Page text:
“The Book of Stone” is set in pre-9/11 Brooklyn, which adds to the drama because, at that point, no one was sure which extremist groups were the most dangerous. Papernick takes readers deep inside Matthew’s mind – a not-always-pleasant place to be – showing how someone who is unstable can be easily manipulated by those who don’t have his best interests in mind. The question is, which of those seeking his help truly care about him? That answer may surprise and astound readers.

“Single Jewish Male Seeking Soul Mate”
Letty Cottin Pogrebrin’s new novel, “Single Jewish Male Seeking Soul Mate” (Feminist Press), contains both a snapshot of a past era and the entryway into a contemporary debate. Zach Levy, born in 1950 to Holocaust survivor parents, makes them two promises: he will grow up to be a mensch and marry someone Jewish in order to have Jewish children. This latter point is particular important to Zach after he learns that he once had a sibling, an older brother, who died in the Holocaust. Yet, years later, he must decide an important moral issue: What matters more, family connections or religion?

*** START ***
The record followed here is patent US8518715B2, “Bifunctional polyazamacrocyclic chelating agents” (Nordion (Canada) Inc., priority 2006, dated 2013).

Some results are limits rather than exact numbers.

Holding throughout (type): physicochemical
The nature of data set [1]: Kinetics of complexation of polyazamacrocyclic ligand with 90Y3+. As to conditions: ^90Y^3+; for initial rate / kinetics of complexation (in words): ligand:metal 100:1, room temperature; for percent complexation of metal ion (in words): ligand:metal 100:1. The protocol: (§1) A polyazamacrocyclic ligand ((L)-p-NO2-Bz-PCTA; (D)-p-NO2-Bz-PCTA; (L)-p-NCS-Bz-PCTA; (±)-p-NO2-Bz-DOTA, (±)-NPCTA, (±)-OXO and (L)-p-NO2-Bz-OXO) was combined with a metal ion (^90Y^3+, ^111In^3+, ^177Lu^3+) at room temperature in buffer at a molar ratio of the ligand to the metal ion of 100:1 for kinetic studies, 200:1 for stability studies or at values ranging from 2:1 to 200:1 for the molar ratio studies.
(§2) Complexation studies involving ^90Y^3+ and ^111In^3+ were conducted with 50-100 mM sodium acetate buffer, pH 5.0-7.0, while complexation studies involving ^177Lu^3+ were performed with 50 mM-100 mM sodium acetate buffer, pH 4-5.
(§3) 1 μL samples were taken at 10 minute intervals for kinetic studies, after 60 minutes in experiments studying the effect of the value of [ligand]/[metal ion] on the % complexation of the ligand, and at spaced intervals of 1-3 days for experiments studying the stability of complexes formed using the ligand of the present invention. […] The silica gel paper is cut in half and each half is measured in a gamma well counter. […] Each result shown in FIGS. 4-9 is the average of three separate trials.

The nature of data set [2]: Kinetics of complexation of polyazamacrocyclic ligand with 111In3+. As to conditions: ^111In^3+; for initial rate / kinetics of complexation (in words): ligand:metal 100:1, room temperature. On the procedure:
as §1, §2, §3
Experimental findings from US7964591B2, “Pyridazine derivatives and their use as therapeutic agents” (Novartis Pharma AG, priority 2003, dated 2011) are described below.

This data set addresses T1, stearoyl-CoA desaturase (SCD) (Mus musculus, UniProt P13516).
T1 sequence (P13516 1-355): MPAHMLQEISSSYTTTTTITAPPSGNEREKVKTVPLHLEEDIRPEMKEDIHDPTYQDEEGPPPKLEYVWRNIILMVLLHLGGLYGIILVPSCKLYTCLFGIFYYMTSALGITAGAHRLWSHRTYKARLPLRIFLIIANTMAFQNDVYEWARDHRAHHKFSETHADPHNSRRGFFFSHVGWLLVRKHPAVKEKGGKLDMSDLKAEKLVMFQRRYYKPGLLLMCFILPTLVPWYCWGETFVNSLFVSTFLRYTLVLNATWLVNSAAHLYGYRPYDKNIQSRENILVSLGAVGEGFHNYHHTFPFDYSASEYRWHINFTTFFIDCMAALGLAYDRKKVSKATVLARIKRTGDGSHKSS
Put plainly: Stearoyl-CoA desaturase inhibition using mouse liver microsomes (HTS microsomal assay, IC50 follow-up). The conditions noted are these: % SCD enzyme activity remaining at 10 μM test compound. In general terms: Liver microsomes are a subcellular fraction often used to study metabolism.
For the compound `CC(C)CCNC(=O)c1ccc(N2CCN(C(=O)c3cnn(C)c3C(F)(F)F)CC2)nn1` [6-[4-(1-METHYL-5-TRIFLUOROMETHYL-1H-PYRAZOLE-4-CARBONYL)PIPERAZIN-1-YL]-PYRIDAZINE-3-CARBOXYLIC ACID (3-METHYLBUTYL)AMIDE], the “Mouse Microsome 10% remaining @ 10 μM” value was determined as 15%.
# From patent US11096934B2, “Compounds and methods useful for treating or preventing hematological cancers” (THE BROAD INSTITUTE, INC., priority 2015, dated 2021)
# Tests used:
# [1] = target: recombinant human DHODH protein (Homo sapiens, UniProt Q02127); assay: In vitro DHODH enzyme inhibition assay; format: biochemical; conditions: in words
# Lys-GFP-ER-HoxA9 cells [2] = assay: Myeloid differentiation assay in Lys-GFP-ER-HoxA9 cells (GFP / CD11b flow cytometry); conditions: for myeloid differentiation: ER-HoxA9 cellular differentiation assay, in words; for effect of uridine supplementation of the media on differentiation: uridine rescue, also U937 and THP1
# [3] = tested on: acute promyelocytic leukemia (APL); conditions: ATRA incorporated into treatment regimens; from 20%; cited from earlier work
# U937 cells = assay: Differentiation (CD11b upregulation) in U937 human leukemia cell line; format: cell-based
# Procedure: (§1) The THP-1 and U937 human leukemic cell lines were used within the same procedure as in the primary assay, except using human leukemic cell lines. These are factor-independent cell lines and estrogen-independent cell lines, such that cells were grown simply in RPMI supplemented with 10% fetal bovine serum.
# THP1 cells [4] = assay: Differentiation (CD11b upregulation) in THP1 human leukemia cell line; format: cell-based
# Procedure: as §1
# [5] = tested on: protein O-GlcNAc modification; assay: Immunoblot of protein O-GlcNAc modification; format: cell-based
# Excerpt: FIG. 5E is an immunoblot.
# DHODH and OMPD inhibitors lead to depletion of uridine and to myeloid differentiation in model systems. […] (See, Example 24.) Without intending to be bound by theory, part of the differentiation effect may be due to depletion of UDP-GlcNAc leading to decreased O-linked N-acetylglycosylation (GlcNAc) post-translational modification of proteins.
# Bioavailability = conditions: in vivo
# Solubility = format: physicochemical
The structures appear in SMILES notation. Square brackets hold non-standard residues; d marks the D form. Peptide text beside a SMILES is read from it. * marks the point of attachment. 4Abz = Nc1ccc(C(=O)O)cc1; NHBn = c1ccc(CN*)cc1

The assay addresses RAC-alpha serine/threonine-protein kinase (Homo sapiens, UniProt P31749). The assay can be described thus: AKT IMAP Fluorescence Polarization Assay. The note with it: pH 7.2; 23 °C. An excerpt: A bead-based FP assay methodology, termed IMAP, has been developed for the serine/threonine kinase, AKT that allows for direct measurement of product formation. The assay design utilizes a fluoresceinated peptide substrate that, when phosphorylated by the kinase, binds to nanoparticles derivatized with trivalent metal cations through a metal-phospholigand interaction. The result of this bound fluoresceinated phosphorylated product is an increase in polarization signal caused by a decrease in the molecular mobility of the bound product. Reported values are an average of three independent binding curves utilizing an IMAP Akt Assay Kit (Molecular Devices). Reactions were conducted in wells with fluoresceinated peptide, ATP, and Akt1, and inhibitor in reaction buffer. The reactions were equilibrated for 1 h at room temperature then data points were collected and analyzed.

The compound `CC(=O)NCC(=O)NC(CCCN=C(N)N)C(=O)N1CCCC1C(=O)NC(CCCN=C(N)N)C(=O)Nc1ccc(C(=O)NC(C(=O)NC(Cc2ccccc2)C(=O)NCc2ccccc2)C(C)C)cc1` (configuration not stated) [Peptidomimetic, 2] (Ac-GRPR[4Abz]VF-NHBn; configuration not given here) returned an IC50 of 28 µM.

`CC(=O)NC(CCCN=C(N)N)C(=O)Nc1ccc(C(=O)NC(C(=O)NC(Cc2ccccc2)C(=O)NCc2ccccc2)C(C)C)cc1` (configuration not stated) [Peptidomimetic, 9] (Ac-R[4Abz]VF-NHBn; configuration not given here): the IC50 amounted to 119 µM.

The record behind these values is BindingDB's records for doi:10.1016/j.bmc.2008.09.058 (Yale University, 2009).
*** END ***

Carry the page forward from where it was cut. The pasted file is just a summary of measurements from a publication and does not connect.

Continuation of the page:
Zach initially fulfills both the promises to his parents: he becomes a lawyer at the ACLU and marries a Jewish woman – one whose ideas are as liberal as his own. He’s not a practicing Jew – his main form of connection to the Jewish religion is guilt. His belief – either in God or any other type of “ism” – is weak. When his marriage dissolves through no fault of his own, Zach remains passive at first, until he decides that the one child he has isn’t enough. Looking to date Jewish woman, he’s unable to find one to suit him. Then Zack meets Cleo Scott, an African American activist, who is the perfect women for him in all ways, but one: She’ll never convert to Judaism nor raise a child Jewish. When Cleo becomes pregnant, Zach faces the worst moral dilemma of his life.